Richard Cantillon

Richard Cantillon

Irish economist
Country: Ireland

  1. Biography of Richard Cantillon
  2. Contributions to Economics
  3. Legacy
  4. Richard Cantillon passed away in London on May 14, 1734.

Biography of Richard Cantillon

Richard Cantillon (approximately 1680–1734) was an Irish economist known for his work on the nature of trade. He was born in County Kerry, Ireland, but little is known about his early life. Cantillon became wealthy as a merchant in London and later as a banker in Paris. Towards the end of his life, he settled in London.

Contributions to Economics

Cantillon gained recognition for his work "Essai sur la nature du commerce en général" (Essay on the Nature of Trade in General), published in French in London in 1755. This work was later acknowledged by the English economist William Stanley Jevons, who referred to it as the "cradle of political economy."

In his book, Cantillon provided a definition of wealth, emphasizing the importance of land and labor. He argued that differences in wages were connected to the time, costs, difficulty, risk, abilities, and responsibility required for a particular type of work. These ideas later influenced Adam Smith's theory of wages.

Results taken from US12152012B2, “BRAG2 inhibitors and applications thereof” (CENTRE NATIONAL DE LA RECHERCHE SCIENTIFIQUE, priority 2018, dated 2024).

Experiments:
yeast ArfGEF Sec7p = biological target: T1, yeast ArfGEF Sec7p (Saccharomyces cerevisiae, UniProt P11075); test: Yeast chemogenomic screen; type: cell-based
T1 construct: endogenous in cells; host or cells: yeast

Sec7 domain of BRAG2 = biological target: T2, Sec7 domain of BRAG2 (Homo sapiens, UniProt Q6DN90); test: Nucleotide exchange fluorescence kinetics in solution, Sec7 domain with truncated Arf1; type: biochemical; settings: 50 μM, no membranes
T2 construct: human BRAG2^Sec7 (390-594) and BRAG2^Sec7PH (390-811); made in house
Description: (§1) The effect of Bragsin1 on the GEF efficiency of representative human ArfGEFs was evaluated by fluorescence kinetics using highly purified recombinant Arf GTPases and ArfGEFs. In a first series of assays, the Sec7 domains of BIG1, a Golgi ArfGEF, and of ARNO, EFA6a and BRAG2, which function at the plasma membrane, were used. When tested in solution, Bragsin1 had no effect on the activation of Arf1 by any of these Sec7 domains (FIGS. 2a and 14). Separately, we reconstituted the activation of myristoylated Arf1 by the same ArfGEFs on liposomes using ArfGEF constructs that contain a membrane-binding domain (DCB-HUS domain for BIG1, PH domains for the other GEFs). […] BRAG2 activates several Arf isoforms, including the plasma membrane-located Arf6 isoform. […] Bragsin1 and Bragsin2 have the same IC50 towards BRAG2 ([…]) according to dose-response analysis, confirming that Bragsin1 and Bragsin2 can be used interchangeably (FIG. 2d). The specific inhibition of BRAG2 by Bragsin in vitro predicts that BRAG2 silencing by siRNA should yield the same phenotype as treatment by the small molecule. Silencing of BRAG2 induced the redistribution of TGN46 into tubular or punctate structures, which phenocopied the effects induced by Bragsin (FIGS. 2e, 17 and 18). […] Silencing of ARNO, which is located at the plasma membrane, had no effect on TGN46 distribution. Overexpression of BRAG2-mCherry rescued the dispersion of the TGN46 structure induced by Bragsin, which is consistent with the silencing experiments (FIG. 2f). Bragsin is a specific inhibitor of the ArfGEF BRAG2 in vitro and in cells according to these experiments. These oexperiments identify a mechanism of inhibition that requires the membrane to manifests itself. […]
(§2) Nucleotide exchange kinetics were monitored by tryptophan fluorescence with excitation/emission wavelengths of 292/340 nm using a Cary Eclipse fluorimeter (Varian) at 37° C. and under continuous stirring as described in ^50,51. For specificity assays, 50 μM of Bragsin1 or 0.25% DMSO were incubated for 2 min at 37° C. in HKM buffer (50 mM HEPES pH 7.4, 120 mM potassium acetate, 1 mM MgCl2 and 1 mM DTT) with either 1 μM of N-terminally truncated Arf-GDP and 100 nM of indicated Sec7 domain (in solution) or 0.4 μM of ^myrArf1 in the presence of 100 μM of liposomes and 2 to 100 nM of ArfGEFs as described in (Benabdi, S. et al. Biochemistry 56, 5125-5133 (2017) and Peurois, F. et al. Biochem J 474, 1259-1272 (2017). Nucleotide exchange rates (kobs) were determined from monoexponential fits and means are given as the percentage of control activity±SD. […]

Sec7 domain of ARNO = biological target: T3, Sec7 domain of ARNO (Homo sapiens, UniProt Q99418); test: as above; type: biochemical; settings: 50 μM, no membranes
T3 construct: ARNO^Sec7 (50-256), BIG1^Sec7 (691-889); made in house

Cantillon also distinguished between real value, which arises from production costs, and market value, which depends on supply and demand. He believed that money, whether paper or metallic, was not a true measure of a nation's wealth. Instead, he argued that land was the authentic source of wealth. According to Cantillon, land generates three types of income: reimbursement of the land cultivator's expenses, profit for the land's true owner, and profit for the landowner. He further contended that non-agricultural enterprises were unable to provide an equivalent to the third type of income.

Cantillon's work covered various topics, including barter, market prices, money circulation based on mass and velocity, credit, interest and its foundations, fluctuations in interest rates, international trade, and banking. Some of his interpretations anticipated ideas that emerged much later, such as Malthusian theory.


Cantillon was the first to use the term "real or intrinsic value" (now known as "normal value") and demonstrated the connection between real value and market value.

Richard Cantillon passed away in London on May 14, 1734.